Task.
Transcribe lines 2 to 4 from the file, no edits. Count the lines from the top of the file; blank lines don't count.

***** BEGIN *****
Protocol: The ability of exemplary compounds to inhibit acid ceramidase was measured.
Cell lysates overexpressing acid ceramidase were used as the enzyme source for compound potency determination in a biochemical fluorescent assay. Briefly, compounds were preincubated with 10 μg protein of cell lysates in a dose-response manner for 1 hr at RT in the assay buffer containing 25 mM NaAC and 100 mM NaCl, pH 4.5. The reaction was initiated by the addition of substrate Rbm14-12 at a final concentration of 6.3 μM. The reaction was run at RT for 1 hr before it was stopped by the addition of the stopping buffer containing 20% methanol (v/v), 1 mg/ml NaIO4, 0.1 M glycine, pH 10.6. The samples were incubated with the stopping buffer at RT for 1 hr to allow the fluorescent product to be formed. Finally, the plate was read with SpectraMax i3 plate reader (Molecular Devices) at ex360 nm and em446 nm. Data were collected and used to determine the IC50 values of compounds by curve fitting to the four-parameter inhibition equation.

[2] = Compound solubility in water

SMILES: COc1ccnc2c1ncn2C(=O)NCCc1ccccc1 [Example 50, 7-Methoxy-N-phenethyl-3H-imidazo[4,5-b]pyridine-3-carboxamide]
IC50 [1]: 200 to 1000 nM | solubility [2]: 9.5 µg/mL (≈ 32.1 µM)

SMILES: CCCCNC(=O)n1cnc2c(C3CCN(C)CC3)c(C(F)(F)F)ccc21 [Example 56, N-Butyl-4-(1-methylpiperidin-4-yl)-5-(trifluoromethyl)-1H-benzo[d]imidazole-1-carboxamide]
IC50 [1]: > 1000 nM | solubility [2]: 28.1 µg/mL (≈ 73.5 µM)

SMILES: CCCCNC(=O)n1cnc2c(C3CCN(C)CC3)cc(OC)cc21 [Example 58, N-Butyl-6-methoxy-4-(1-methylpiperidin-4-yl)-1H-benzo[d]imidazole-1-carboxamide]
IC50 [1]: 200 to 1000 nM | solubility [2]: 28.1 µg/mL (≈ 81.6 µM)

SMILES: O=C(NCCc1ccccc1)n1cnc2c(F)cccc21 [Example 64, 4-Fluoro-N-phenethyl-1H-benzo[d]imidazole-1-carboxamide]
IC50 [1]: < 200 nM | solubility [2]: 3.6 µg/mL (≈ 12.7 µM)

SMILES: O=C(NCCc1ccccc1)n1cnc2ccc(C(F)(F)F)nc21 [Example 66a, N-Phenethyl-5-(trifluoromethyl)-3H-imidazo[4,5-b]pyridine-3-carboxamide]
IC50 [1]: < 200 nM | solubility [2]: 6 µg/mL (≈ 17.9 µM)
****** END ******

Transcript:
Cell lysates overexpressing acid ceramidase were used as the enzyme source for compound potency determination in a biochemical fluorescent assay. Briefly, compounds were preincubated with 10 μg protein of cell lysates in a dose-response manner for 1 hr at RT in the assay buffer containing 25 mM NaAC and 100 mM NaCl, pH 4.5. The reaction was initiated by the addition of substrate Rbm14-12 at a final concentration of 6.3 μM. The reaction was run at RT for 1 hr before it was stopped by the addition of the stopping buffer containing 20% methanol (v/v), 1 mg/ml NaIO4, 0.1 M glycine, pH 10.6. The samples were incubated with the stopping buffer at RT for 1 hr to allow the fluorescent product to be formed. Finally, the plate was read with SpectraMax i3 plate reader (Molecular Devices) at ex360 nm and em446 nm. Data were collected and used to determine the IC50 values of compounds by curve fitting to the four-parameter inhibition equation.

[2] = Compound solubility in water

SMILES: COc1ccnc2c1ncn2C(=O)NCCc1ccccc1 [Example 50, 7-Methoxy-N-phenethyl-3H-imidazo[4,5-b]pyridine-3-carboxamide]